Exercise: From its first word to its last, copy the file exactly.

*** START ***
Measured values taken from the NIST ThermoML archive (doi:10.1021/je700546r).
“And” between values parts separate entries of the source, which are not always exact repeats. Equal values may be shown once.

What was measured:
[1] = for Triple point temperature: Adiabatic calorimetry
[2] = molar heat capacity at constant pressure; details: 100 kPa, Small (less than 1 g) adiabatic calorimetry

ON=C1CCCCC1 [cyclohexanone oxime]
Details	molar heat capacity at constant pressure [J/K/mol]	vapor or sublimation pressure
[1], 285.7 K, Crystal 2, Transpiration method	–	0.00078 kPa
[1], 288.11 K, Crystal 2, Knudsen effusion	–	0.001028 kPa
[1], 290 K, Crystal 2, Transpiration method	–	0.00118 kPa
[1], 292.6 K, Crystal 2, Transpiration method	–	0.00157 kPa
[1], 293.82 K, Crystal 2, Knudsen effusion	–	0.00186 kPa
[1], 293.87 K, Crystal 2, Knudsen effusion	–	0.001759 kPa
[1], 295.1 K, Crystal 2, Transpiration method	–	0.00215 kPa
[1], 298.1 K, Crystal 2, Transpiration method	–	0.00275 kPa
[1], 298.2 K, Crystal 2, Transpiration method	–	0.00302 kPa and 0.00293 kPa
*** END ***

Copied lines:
Measured values taken from the NIST ThermoML archive (doi:10.1021/je700546r).
“And” between values parts separate entries of the source, which are not always exact repeats. Equal values may be shown once.

What was measured:
[1] = for Triple point temperature: Adiabatic calorimetry
[2] = molar heat capacity at constant pressure; details: 100 kPa, Small (less than 1 g) adiabatic calorimetry

ON=C1CCCCC1 [cyclohexanone oxime]
Details	molar heat capacity at constant pressure [J/K/mol]	vapor or sublimation pressure
[1], 285.7 K, Crystal 2, Transpiration method	–	0.00078 kPa
[1], 288.11 K, Crystal 2, Knudsen effusion	–	0.001028 kPa
[1], 290 K, Crystal 2, Transpiration method	–	0.00118 kPa
[1], 292.6 K, Crystal 2, Transpiration method	–	0.00157 kPa
[1], 293.82 K, Crystal 2, Knudsen effusion	–	0.00186 kPa
[1], 293.87 K, Crystal 2, Knudsen effusion	–	0.001759 kPa
[1], 295.1 K, Crystal 2, Transpiration method	–	0.00215 kPa
[1], 298.1 K, Crystal 2, Transpiration method	–	0.00275 kPa
[1], 298.2 K, Crystal 2, Transpiration method	–	0.00302 kPa and 0.00293 kPa